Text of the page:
On Friday, 3 August 2012, three men wearing bright balaclava masks climbed onto a building across from the windows of the Khamovnichesky Court in Moscow, Russia. They waved flare torches and chanted “Free Pussy Riot” in a protest against the trial that was occurring in the Court at that moment. The men were eventually detained and the court proceedings continued despite the chaos.
The trial, which is expected to conclude in the following week, is of three young women who allegedly performed a “punk prayer” begging the Mother of God to rid Russia of Putin. The incident, which occurred on 26 February 2012, took place in the Christ the Savior Cathedral, in the center of Moscow. Four women, dressed in short dresses and colorful balaclavas barged into the Cathedral and danced around at the altar to a punk-rock song. The song criticized the link between the Russian Orthodox Church and the Russian government with lyrics such as “the head of the KGB is their main saint” and “Patriarch Gundyaev believes in Putin. It would be better if he, *****, believed in God.”
The young women had previously conducted political protests through street performances on top of a detention center and a bus. Although several of the group’s members had been detained on those occasions, they only received fines for their antics. This time, however, the punk prayer touched a nerve. Several days after the performance, three young women were arrested: Nadezhda Tolokonnikova (22), Maria Alekhina (24), and Ekaterina Samutsevich (29).
The trio is accused of hooliganism, but the women face up to seven years in prison due to the additional accusation that their act was motivated by religious hatred. Since the arrests in early March, the women have been kept in pre-trial detention, with the Khamovnichesky Court extending the detention several times. In late June, as Russian celebrities began a petition in support of Pussy Riot, the Court called an unscheduled session and decided to limit the time period during which Pussy Riot’s defense could familiarize themselves with their case.
Observers believe that the case of Pussy Riot is politically motivated; an attempt to send a message to all who want to demonstrate against the government. It has also sparked a debate about the uncomfortably close relationship of the government to the Russian Orthodox Church. But while Russian opinion is split, Pussy Riot has steadily gained followers both in the former Soviet Union and beyond.
Celebrities, politicians, NGOs and regular people have expressed concern and support for the feminist punk group. Many supporters of Pussy Riot have commented that they do not necessarily approve of Pussy Riot’s act, but they consider the authorities’ reaction to be disproportionate.
As Pussy Riot’s trial began on Monday 30 July 2012, the popularity of the group became undeniable. Everyday, news outlets release the latest updates from the court proceedings, describing and quoting the absurdity. In the transcripts from RAPSI News (Russian Legal Information Service), the judge mostly sides with the prosecution and has restricted the access of the defense’s witnesses into the Court several times. Furthermore, while it was the judge’s decision to limit the time period during which the lawyers could prepare for trial, she reprimands them for their lack of preparation.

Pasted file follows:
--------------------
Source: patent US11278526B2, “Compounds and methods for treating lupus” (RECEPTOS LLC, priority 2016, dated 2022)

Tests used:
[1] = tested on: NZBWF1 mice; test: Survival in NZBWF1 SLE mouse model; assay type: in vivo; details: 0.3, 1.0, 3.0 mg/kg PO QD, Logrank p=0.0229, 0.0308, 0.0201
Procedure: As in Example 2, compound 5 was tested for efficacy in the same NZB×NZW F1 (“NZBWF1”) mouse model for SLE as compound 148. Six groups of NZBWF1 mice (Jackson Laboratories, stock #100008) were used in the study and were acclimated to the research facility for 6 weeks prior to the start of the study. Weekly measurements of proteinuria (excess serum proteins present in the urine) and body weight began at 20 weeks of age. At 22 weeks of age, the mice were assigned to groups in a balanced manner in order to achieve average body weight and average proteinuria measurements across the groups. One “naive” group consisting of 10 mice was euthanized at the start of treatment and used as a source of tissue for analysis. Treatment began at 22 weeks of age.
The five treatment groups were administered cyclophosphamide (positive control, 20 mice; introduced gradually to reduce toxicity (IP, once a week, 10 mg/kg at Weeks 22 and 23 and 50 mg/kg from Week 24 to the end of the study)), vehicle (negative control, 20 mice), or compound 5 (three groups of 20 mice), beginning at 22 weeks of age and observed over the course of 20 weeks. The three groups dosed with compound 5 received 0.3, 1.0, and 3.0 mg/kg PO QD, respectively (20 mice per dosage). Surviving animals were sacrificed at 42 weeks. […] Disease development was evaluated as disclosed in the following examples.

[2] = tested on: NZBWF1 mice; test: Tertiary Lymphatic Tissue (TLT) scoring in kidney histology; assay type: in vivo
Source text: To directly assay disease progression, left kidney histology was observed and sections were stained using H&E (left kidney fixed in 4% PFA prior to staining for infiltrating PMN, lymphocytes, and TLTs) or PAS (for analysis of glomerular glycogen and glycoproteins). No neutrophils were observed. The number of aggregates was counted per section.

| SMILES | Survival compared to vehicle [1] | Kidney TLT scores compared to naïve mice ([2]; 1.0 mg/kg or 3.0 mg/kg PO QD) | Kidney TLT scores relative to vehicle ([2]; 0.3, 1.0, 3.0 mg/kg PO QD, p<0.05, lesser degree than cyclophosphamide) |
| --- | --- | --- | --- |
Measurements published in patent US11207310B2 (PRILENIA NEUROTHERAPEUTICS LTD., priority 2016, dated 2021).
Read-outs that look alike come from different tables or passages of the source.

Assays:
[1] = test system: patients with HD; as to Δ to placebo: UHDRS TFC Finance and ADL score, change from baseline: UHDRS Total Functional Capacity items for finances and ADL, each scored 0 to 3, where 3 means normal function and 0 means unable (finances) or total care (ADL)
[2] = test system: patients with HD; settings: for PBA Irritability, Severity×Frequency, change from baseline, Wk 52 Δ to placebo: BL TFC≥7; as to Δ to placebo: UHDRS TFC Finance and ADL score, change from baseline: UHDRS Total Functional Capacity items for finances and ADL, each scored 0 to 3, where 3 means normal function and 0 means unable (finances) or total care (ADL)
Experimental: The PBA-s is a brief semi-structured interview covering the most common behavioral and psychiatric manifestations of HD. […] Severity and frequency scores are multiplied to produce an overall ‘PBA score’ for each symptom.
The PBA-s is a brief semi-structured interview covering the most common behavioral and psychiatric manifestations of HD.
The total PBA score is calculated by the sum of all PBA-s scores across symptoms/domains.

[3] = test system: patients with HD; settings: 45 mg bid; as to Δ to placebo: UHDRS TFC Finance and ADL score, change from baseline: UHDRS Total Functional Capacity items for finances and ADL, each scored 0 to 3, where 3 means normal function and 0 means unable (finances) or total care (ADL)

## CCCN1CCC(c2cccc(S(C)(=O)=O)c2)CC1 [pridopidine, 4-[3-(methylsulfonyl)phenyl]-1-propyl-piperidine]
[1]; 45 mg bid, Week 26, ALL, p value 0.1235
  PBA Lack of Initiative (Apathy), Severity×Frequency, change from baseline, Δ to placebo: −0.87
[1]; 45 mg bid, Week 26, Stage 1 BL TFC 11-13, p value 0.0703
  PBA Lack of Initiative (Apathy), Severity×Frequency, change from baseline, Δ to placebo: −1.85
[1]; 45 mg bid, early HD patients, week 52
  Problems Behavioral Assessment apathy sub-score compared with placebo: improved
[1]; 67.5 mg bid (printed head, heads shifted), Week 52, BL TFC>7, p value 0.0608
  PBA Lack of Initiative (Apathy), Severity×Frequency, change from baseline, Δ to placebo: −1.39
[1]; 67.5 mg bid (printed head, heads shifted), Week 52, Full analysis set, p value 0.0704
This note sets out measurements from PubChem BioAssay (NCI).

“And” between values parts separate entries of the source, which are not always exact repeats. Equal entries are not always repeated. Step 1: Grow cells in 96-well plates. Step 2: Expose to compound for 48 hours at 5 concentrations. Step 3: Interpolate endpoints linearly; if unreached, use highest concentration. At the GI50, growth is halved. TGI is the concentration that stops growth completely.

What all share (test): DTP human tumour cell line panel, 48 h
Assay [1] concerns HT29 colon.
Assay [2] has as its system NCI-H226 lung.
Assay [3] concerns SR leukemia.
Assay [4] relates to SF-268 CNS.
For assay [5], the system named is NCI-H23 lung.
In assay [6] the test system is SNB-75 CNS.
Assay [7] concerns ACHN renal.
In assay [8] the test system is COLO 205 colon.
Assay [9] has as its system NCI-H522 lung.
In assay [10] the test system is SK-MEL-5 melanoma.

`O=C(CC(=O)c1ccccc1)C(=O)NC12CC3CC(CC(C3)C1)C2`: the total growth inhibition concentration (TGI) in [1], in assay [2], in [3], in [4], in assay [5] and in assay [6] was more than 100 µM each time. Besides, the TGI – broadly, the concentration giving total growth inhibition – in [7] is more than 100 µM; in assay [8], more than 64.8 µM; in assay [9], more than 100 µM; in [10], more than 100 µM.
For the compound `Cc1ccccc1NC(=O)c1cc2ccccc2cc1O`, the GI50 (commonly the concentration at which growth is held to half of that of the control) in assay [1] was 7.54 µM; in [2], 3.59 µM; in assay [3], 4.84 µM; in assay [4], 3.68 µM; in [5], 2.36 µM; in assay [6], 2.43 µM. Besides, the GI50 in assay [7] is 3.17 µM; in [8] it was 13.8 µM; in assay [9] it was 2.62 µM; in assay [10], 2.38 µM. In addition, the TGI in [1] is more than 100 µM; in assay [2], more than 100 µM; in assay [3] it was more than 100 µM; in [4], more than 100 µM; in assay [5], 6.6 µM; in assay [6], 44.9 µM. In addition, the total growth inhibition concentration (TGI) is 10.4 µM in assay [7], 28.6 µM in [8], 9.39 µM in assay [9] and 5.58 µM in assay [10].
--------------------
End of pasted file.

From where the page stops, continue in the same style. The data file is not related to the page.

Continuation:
According to members of “Russia Behind Bars,” a social movement advocating for rule of law and human rights, the Pussy Riot case is a typical example of the unprofessionalism that reigns in the Russian justice system. The publicity devoted to the case has brought problems of the justice system as well as the political situation in Russia to the forefront. If the Russian government wanted to make an example out of Pussy Riot, it seems that Pussy Riot has successfully made an example out of the government.
Unable to avoid the debacle, reporters asked Putin about the trial after a meeting with David Cameron in London on 2 August. “I hope the Court will issue the correct, justified decision,” stated Putin. He further indicated that if the young women had pulled something similar in Israel or the Caucuses, that they would face strong consequences. “But I don’t think that the young women should be judged so strictly for it. I hope they will draw their own conclusions,” expressed Putin.
Whether or not Putin’s statement foreshadows the Court’s decision, the three women are unlikely to be acquitted. Less than 1% of cases are acquitted in Russia, according to a 2009 report by the Center of Political Technologies. It is possible, however, that the public attention devoted to the case will affect the outcome.
But with the end of the trial only days away, Pussy Riot’s media domination is unlikely to continue beyond the verdict. So what will become of the punk feminists after the trial? In an e-mail interview, the group indicated that the battle will continue, regardless of the Court’s decision.
If the girls are released, Pussy Riot will carry on their political activism, specifically in the form of actionism (art protests).
However, in the event that the girls are not released, I asked the group if they have plans to fight the justice system itself. Pussy Riot explained that, “the group will definitely take action. We are waiting for the sentence and then we will begin. The justice system is not independent from the government, which why is there is a fight against it [the government], as well as a fight against the prison and judicial systems.”
When asked about the predictions for the political situation in Russia in the nearest two years, the group’s outlook was grim: “KGBzation of the country and the Belorussian scenario: no health, education, prison, or judicial systems.”
The sentiment is reflected among many opposition leaders who are demanding a “Russia without Putin.”
(Photo © AFP)